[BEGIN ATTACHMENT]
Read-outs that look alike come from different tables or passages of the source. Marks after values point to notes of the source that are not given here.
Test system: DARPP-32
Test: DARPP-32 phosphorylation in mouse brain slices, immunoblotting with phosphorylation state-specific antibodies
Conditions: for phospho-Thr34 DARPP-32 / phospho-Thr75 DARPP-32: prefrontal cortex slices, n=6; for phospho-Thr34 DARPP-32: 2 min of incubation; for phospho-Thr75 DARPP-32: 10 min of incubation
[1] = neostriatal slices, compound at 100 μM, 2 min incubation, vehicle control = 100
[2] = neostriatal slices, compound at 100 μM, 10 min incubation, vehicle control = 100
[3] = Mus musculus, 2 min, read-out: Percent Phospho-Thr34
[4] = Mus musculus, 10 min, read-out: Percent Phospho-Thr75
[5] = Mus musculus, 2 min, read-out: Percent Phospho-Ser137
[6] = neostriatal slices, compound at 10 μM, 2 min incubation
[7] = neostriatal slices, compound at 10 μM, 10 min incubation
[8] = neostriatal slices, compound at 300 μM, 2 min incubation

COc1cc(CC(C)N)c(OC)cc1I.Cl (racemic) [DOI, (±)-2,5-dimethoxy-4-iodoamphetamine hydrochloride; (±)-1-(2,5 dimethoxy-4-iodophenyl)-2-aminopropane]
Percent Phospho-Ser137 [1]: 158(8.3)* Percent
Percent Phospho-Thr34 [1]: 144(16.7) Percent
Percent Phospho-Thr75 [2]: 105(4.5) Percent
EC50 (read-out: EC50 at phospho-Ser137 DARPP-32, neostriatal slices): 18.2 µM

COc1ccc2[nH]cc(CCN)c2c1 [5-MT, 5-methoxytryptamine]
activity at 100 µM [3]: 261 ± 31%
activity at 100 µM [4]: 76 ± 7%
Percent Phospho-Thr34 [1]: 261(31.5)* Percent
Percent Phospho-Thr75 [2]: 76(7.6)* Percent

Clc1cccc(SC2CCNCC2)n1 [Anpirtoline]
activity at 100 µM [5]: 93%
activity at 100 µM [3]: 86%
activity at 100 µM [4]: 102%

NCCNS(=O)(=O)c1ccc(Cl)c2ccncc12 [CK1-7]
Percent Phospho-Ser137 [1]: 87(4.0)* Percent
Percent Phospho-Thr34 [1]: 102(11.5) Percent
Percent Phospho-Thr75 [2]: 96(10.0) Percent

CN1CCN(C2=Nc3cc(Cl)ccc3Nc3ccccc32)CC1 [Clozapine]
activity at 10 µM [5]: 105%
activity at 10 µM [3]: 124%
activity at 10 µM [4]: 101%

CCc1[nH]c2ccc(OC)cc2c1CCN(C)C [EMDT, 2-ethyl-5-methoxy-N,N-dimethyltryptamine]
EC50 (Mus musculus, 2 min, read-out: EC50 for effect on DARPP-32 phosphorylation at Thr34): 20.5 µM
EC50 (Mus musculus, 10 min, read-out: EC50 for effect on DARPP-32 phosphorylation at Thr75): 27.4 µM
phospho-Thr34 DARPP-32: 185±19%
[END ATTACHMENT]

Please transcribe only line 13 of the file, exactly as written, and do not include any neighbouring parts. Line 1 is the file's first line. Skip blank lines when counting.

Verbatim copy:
COc1cc(CC(C)N)c(OC)cc1I.Cl (racemic) [DOI, (±)-2,5-dimethoxy-4-iodoamphetamine hydrochloride; (±)-1-(2,5 dimethoxy-4-iodophenyl)-2-aminopropane]